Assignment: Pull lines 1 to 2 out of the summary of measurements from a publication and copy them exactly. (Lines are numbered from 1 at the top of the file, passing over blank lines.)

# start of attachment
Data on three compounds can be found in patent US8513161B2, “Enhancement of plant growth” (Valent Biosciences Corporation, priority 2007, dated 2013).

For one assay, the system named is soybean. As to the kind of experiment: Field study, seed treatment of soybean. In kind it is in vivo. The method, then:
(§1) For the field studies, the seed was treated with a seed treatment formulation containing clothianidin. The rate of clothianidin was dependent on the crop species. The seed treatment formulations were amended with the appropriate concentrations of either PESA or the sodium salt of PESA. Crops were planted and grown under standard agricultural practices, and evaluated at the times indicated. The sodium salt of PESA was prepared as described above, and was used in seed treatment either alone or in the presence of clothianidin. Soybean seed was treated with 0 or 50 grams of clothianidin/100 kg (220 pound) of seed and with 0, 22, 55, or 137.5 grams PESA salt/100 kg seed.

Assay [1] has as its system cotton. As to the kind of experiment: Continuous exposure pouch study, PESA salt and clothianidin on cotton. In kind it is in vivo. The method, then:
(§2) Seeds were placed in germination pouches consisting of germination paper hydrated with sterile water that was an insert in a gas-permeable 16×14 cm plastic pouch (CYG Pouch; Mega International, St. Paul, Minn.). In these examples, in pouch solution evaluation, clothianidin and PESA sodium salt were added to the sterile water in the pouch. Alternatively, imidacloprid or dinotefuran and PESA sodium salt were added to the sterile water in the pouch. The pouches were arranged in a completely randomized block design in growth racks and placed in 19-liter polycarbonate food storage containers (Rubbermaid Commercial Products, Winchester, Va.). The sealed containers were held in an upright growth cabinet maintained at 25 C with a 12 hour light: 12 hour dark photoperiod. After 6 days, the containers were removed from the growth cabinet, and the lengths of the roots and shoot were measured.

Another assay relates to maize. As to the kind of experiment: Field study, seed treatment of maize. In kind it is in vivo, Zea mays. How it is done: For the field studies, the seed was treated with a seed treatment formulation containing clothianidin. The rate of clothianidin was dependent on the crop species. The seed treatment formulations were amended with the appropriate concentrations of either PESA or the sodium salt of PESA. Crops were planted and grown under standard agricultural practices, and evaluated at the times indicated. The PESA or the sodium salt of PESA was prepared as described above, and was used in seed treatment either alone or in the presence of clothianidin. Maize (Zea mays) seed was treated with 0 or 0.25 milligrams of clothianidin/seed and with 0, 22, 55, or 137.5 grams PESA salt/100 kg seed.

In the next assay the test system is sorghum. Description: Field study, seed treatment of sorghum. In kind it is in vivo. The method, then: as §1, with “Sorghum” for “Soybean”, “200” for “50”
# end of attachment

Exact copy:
Data on three compounds can be found in patent US8513161B2, “Enhancement of plant growth” (Valent Biosciences Corporation, priority 2007, dated 2013).

For one assay, the system named is soybean. As to the kind of experiment: Field study, seed treatment of soybean. In kind it is in vivo. The method, then: